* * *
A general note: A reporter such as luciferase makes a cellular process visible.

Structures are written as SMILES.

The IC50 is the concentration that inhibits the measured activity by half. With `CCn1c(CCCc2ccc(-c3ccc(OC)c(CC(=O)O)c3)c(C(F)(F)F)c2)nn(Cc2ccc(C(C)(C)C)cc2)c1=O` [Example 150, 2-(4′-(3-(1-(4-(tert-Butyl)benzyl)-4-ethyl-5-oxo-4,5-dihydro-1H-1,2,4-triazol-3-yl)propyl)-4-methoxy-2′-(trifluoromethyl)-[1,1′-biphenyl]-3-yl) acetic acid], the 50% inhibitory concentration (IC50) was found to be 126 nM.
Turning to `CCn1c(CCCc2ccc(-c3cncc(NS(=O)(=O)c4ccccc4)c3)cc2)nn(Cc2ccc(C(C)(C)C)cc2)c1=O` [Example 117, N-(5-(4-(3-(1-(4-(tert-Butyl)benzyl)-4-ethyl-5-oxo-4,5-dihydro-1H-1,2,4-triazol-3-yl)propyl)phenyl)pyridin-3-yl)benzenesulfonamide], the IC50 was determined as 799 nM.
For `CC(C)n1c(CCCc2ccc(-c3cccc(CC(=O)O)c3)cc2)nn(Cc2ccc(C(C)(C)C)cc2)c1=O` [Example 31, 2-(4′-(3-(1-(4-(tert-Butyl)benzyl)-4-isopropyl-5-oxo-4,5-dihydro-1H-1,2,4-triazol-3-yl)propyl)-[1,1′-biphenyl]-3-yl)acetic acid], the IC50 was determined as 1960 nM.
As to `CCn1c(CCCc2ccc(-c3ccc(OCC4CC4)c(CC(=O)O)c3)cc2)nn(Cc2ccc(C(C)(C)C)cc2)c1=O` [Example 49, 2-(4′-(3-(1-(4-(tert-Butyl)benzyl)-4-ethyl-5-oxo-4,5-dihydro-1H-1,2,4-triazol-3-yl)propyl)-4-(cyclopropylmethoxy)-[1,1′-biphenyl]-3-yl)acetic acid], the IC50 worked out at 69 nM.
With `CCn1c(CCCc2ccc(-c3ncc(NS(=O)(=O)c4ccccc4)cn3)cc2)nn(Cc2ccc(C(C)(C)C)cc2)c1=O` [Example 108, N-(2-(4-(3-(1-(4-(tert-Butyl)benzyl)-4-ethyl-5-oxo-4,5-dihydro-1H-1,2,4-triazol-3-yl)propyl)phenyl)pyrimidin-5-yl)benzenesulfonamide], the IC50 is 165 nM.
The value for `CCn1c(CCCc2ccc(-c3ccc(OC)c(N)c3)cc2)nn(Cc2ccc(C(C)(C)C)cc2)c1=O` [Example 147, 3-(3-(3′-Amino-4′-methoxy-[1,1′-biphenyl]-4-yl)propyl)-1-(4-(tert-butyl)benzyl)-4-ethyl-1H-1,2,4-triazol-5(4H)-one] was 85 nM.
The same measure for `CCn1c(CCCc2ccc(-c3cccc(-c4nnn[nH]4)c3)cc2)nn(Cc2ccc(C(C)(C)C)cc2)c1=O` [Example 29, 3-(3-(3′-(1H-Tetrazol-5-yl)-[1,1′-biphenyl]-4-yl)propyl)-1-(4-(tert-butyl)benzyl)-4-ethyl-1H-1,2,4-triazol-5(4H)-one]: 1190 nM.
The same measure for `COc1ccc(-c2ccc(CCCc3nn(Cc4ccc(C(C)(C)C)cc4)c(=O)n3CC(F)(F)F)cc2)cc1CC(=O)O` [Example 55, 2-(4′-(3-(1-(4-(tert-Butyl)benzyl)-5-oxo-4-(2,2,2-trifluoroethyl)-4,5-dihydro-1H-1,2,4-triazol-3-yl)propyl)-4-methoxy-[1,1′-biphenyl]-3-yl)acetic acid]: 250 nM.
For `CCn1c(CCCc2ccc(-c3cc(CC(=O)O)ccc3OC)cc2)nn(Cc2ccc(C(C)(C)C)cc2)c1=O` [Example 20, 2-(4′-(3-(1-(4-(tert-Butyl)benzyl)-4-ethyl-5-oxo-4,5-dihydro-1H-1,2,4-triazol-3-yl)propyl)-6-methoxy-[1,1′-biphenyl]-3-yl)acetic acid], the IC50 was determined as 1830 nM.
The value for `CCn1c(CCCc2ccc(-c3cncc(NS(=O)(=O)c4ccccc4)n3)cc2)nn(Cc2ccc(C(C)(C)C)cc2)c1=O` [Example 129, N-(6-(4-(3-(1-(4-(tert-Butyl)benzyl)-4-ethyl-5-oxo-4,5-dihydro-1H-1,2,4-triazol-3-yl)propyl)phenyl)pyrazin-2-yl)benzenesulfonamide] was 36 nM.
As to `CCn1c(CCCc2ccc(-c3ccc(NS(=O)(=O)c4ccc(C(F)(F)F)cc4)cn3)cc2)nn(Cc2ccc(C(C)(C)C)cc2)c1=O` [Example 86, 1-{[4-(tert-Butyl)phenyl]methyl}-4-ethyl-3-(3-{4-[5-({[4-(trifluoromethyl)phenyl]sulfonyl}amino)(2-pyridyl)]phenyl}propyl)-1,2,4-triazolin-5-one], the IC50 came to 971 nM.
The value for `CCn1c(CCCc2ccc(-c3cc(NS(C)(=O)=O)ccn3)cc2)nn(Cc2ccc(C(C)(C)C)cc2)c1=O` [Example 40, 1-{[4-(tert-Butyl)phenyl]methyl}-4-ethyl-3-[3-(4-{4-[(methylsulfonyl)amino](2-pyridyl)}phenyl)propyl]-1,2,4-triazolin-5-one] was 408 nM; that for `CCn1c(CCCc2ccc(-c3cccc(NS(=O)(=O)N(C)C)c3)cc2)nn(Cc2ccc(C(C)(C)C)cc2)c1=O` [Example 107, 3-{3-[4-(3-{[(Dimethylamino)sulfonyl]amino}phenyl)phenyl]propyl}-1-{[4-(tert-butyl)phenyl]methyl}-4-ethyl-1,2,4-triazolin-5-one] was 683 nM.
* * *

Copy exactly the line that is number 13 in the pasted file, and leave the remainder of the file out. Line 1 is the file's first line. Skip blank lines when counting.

As to `CCn1c(CCCc2ccc(-c3ccc(NS(=O)(=O)c4ccc(C(F)(F)F)cc4)cn3)cc2)nn(Cc2ccc(C(C)(C)C)cc2)c1=O` [Example 86, 1-{[4-(tert-Butyl)phenyl]methyl}-4-ethyl-3-(3-{4-[5-({[4-(trifluoromethyl)phenyl]sulfonyl}amino)(2-pyridyl)]phenyl}propyl)-1,2,4-triazolin-5-one], the IC50 came to 971 nM.